Tiny Japan will lead a global surge in mobile Internet usage over the next five years, according to a forecast released by Cisco Systems.
The giant networking company predicts that global mobile traffic will increase to 13 times its levels last year through 2017, to about 11.2 exabytes (or about 11 million terabytes) per month. Asia-Pacific countries will account for nearly half of the total in that year.
Cisco, which produces hardware on which data networks are built, made the lofty predictions as part of its "Global Mobile Data Traffic Forecast."
"Japan will have a total of 2 percent of the connections in the globe by 2017. However it will be responsible for more than 16 percent of the global traffic," said Doug Webster, a company vice president, at a presentation in Tokyo on Wednesday.
He said Japan's predicted growth rate is remarkable because of the current high usage rate - the country already leads the world in average mobile traffic per user. The country's mobile market is highly saturated, with the number of mobile contracts exceeding the general population, and data use is surging as users switch over to smartphones and tablets.
The explosion in network data use will coincide with a core change in the type of things that are being downloaded and sent by users. The biggest shift will be from the current text and image based Internet to one that is centered on video.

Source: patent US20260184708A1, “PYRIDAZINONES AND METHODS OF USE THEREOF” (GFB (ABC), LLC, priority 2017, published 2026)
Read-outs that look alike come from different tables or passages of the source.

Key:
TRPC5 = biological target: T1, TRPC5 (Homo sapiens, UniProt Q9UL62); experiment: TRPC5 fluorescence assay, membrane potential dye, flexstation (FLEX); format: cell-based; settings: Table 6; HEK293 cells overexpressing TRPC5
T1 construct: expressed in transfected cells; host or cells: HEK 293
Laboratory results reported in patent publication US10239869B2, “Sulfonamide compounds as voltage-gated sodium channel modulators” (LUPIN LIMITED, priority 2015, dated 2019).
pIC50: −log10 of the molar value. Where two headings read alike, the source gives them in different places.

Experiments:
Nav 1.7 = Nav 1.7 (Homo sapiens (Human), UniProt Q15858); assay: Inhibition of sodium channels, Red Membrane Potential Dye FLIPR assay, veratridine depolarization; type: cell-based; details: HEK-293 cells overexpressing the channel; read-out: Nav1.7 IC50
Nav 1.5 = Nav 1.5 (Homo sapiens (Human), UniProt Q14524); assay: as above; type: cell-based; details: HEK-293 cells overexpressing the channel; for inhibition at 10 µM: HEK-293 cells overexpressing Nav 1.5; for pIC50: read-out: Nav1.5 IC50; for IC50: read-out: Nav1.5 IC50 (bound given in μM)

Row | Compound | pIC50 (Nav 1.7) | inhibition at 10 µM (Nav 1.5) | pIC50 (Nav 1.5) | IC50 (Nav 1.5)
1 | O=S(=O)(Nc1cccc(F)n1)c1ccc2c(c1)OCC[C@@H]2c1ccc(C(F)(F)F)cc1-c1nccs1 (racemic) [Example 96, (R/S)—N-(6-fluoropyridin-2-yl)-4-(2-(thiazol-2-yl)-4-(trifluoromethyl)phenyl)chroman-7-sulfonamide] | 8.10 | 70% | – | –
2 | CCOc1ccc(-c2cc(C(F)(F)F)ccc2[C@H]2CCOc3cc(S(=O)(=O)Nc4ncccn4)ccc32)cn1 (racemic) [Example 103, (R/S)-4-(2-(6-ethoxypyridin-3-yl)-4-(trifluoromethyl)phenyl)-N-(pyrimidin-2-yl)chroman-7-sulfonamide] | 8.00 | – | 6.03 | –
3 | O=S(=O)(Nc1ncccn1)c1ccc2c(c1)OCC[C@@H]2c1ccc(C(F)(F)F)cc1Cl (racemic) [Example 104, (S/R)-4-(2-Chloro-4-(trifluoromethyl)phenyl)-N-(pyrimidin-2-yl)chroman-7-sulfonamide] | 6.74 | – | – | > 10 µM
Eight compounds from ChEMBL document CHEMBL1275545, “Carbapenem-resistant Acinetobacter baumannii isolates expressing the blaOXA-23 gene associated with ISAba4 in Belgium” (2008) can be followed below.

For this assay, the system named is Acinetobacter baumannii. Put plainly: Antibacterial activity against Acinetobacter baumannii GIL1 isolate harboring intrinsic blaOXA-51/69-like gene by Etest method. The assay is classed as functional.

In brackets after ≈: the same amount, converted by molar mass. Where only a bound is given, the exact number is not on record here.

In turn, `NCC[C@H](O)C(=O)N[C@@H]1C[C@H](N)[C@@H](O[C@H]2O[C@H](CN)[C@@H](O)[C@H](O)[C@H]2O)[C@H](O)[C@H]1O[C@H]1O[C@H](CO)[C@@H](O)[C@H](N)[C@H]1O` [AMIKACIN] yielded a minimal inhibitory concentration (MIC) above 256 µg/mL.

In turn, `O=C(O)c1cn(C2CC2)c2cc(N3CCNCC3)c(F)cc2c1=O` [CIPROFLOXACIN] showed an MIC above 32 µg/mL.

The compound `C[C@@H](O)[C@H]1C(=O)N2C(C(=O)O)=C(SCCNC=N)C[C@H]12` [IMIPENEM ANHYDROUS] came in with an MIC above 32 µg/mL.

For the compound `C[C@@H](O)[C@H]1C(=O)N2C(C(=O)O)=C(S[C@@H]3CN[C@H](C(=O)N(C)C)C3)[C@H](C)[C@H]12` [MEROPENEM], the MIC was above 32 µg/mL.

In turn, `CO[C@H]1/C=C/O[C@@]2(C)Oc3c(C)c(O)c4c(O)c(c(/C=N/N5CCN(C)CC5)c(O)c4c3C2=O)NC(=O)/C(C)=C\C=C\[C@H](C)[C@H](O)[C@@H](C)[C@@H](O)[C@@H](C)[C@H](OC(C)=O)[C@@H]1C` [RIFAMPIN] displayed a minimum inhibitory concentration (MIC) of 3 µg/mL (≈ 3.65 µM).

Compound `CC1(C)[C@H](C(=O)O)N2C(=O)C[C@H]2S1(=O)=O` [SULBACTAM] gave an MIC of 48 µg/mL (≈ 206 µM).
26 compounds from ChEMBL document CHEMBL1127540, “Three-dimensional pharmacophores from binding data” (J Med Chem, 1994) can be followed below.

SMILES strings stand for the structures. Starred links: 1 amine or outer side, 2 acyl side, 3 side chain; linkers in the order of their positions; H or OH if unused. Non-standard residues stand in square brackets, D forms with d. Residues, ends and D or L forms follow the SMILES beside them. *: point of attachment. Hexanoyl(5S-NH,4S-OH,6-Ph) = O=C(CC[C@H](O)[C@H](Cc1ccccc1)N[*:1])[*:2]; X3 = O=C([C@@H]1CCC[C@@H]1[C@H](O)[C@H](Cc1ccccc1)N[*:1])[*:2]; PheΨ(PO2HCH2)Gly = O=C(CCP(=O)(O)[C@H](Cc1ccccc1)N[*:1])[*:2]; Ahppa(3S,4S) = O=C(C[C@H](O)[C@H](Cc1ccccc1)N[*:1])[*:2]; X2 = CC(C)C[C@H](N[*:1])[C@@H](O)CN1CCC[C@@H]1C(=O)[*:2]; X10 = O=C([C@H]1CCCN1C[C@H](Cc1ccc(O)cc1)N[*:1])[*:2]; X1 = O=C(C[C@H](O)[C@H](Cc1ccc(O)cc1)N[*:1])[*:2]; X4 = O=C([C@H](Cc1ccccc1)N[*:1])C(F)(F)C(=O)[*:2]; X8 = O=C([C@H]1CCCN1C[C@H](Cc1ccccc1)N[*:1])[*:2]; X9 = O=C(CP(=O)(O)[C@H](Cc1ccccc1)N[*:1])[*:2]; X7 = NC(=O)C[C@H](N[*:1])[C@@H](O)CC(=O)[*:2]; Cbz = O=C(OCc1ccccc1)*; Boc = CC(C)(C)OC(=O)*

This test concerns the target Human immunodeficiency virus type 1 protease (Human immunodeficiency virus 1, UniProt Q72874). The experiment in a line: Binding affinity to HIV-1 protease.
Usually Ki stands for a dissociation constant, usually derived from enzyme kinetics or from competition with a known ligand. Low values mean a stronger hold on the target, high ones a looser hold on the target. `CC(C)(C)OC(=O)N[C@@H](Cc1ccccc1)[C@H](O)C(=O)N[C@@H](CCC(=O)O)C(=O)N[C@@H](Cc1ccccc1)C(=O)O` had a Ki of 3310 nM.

"Traffic will be video-centric, rather than voice or mail-centric. So how we distribute the video efficiently over the network is a very big concern," said Kiyoyuki Tsujimura, who heads the networking subsidiary of NTT DoCoMo, Japan's largest mobile operator. He spoke as part of a panel at the event.
"The fundamental architecture of the network might be different from the era of voice or mail," he said.
Cisco said that so-called "4G" network traffic, such as the LTE (Long-Term Evolution) specification that is emerging as a global standard, will make up a minor number of the total mobile Internet connections, but will account for the bulk of overall data traffic. Cisco says that about 10 percent of total connections will be 4G in 2017, but they will account for 62 percent of total data.
The company predicts that the number of slower 2G connections will continue to gradually increase with time, but their nature will shift to automatically generated traffic from devices like remote sensors and wired machinery. This type of data consumes far less bandwidth than data for users, often packed with bulky images and video.